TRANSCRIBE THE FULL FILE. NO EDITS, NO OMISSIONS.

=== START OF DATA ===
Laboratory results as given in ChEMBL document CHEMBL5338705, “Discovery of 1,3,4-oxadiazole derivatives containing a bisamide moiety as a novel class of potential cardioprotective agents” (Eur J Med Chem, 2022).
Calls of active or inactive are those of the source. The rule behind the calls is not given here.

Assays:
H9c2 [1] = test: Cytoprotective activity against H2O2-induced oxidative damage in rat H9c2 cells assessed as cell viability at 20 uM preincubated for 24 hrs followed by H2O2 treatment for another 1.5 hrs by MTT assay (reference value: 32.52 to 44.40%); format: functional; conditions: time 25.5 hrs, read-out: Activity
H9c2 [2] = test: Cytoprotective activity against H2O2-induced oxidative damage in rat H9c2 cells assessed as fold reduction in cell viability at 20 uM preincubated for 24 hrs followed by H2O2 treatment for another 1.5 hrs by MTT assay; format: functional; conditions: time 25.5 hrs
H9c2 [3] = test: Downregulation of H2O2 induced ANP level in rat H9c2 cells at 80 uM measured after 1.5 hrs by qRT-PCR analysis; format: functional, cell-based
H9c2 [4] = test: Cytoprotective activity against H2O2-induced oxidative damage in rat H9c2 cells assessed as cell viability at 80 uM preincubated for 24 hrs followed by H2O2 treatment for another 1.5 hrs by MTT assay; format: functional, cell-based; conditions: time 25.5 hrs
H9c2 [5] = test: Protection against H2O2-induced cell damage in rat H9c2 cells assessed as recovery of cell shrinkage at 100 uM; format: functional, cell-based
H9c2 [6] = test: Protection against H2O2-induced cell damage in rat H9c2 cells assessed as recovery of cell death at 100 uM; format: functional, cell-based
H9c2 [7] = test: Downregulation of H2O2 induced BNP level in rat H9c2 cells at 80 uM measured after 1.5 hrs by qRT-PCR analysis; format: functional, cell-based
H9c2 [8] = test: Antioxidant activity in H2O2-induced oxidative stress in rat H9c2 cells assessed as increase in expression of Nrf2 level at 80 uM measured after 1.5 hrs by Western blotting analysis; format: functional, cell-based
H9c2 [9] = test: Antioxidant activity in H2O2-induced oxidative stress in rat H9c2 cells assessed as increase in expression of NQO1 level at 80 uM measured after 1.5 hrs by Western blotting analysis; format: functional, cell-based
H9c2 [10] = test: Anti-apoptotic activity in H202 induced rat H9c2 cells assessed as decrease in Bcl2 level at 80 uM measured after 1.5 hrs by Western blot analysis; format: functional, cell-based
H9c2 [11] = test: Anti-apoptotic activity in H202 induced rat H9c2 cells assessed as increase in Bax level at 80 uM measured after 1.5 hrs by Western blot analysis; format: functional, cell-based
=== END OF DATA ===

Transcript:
Laboratory results as given in ChEMBL document CHEMBL5338705, “Discovery of 1,3,4-oxadiazole derivatives containing a bisamide moiety as a novel class of potential cardioprotective agents” (Eur J Med Chem, 2022).
Calls of active or inactive are those of the source. The rule behind the calls is not given here.

Assays:
H9c2 [1] = test: Cytoprotective activity against H2O2-induced oxidative damage in rat H9c2 cells assessed as cell viability at 20 uM preincubated for 24 hrs followed by H2O2 treatment for another 1.5 hrs by MTT assay (reference value: 32.52 to 44.40%); format: functional; conditions: time 25.5 hrs, read-out: Activity
H9c2 [2] = test: Cytoprotective activity against H2O2-induced oxidative damage in rat H9c2 cells assessed as fold reduction in cell viability at 20 uM preincubated for 24 hrs followed by H2O2 treatment for another 1.5 hrs by MTT assay; format: functional; conditions: time 25.5 hrs
H9c2 [3] = test: Downregulation of H2O2 induced ANP level in rat H9c2 cells at 80 uM measured after 1.5 hrs by qRT-PCR analysis; format: functional, cell-based
H9c2 [4] = test: Cytoprotective activity against H2O2-induced oxidative damage in rat H9c2 cells assessed as cell viability at 80 uM preincubated for 24 hrs followed by H2O2 treatment for another 1.5 hrs by MTT assay; format: functional, cell-based; conditions: time 25.5 hrs
H9c2 [5] = test: Protection against H2O2-induced cell damage in rat H9c2 cells assessed as recovery of cell shrinkage at 100 uM; format: functional, cell-based
H9c2 [6] = test: Protection against H2O2-induced cell damage in rat H9c2 cells assessed as recovery of cell death at 100 uM; format: functional, cell-based
H9c2 [7] = test: Downregulation of H2O2 induced BNP level in rat H9c2 cells at 80 uM measured after 1.5 hrs by qRT-PCR analysis; format: functional, cell-based
H9c2 [8] = test: Antioxidant activity in H2O2-induced oxidative stress in rat H9c2 cells assessed as increase in expression of Nrf2 level at 80 uM measured after 1.5 hrs by Western blotting analysis; format: functional, cell-based
H9c2 [9] = test: Antioxidant activity in H2O2-induced oxidative stress in rat H9c2 cells assessed as increase in expression of NQO1 level at 80 uM measured after 1.5 hrs by Western blotting analysis; format: functional, cell-based
H9c2 [10] = test: Anti-apoptotic activity in H202 induced rat H9c2 cells assessed as decrease in Bcl2 level at 80 uM measured after 1.5 hrs by Western blot analysis; format: functional, cell-based
H9c2 [11] = test: Anti-apoptotic activity in H202 induced rat H9c2 cells assessed as increase in Bax level at 80 uM measured after 1.5 hrs by Western blot analysis; format: functional, cell-based